India’s Maharatna PSU is one of the crown jewels of the public sector. The GoI will be careful not to allow control of the insurer to pass substantially into the hands of foreign investors. The 74 per cent FDI ruling may not apply to LIC as it is a company that was created by an Act of Parliament and so, is subject to several special rules and privileges.
Even as the government works on listing the Life Insurance Corporation of India (LIC) it has amended a key rule to facilitate its earlier decision of allowing foreign investors to hold up to 74 per cent stake in insurance companies.
It has amended the Foreign Exchange Management (non-debt instruments) Rules, 2019 to increase the foreign direct investment (FDI) limit in insurance companies to 74 per cent, up from 49 per cent earlier.
The LIC IPO and the amendment to the Fema rules are unrelated as the government has no plans of diluting its stake in India’s largest insurance company by that much.
However, the government is seriously considering allowing FDI in LIC’s mega IPO that is likely to hit the market by the end of the year or early next year. LIC is a Maharatna PSU, one of the crown jewels of the public sector, and so, the government will be careful not to allow control of the insurer to pass substantially into the hands of foreign investors.
The rules allowing up to 74 per cent FDI in insurance companies may not apply to LIC as it is a company that was created by an Act of Parliament and so, is subject to several special rules and privileges.
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So, there will certainly be a cap on FDI, but the exact limit is still under consideration. According to the Reserve Bank of India (RBI), FDI is defined as the purchase of a stake of 10 per cent or more by one foreign investor. It may be noted that the FDI limit in public sector banks is capped at 20 per cent.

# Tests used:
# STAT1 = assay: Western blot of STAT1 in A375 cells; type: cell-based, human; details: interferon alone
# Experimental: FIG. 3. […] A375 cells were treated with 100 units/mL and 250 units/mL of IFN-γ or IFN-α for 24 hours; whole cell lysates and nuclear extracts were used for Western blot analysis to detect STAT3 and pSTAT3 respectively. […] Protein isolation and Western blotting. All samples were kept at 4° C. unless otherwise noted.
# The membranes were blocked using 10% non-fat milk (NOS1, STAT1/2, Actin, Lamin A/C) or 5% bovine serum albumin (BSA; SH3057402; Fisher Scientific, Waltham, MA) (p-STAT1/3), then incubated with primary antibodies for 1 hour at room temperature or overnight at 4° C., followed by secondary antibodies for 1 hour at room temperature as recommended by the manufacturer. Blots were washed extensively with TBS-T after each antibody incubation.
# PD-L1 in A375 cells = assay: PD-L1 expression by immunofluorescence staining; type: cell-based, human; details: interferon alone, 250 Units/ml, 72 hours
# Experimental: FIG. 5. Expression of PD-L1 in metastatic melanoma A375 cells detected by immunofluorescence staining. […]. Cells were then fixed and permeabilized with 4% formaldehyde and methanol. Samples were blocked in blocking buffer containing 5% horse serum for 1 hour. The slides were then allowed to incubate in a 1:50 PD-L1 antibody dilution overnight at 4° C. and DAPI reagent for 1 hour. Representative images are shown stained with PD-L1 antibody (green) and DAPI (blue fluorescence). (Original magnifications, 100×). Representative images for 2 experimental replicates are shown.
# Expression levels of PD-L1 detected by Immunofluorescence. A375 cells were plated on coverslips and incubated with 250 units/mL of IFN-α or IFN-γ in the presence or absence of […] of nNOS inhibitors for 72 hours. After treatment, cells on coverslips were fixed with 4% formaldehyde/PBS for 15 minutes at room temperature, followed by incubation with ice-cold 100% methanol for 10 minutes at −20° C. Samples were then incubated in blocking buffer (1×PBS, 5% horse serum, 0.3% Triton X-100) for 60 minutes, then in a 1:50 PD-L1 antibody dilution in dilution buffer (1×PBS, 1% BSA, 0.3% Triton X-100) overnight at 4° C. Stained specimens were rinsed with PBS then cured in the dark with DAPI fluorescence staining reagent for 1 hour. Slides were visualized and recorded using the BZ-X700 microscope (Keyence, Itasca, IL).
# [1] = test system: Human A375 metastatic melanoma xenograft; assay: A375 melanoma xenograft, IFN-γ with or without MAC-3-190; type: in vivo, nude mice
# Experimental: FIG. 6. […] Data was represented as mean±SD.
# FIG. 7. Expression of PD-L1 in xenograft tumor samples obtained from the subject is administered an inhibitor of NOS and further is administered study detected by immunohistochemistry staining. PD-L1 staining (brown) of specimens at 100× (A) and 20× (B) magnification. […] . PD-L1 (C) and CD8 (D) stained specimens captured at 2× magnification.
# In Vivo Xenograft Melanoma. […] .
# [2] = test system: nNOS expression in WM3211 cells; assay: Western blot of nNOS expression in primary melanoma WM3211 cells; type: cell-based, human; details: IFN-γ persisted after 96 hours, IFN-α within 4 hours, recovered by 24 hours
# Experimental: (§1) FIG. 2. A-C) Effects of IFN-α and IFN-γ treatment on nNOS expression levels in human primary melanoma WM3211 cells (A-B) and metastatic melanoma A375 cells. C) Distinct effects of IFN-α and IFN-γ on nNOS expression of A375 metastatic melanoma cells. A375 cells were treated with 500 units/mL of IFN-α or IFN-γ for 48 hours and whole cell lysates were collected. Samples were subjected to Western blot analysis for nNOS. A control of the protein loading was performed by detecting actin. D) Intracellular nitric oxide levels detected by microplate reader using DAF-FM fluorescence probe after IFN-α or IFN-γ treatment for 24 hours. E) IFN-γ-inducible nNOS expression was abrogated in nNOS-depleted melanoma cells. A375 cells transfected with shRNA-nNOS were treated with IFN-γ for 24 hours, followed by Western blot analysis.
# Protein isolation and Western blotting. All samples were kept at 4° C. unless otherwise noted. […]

Meanwhile, as many 16 domestic and international I-banks are pitching for the mandate to manage what will be India’s largest-ever IPO. These include well known names such as Goldman Sachs (India) Securities, JP Morgan India, Citigroup Global Markets India, Nomura Financial Advisory and Securities (India), DSP Merrill Lynch (now known as BofA Securities), HSBC Securities & Capital Markets (India) and BNP Paribas.
Among the Indian contenders are SBI Capital Markets, HDFC Bank, ICICI Securities, IIFL Securities, JM Financial, Axis Capital, Kotak Mahindra Capital Co, Yes Securities India and DAM Capital Advisors.
These presentations, made over August 24 and August 25, to officials of the Department of Investment and Public Asset Management (Dipam), who will finally select 10 book running lead managers to handle the IPO.
The government, which currently owns 100 per cent in LIC, is looking to sell a part of this stake in the company to raise funds to bridge the fiscal deficit of 6.8 per cent of GDP. This year, Finance Minister Nirmala Sitharaman has budgeted for receipts of more than $23 billion from the disinvestment of public sector companies.
Of this, experts estimate more than half could come from LIC, which has been valued by Jefferies India at $261 billion, easily making it India’s most valuable company.
After the listing of LIC, as much as 60 per cent of the Indian insurance business will be with listed companies, said Amit Agarwal, Additional Secretary in the Ministry of Finance.
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A PTI report said: “According to Amit Agrawal, the public listing of LIC is part of India’s continued efforts to develop the country as an emerging economy with a deepened and achieved scale of economic stability. He pointed out that the Indian insurance business sector has matured over the two decades since the introduction of competition and regulation. Agrawal pointed out that the sector now has 69 insurers as compared to eight back at the start of the century.”
The Cabinet Committee on Economic Affairs (CCEA) has granted in-principal approval to the listing of LIC. The exact quantum of stake to be divested and the date of the issue are, however, still to be decided.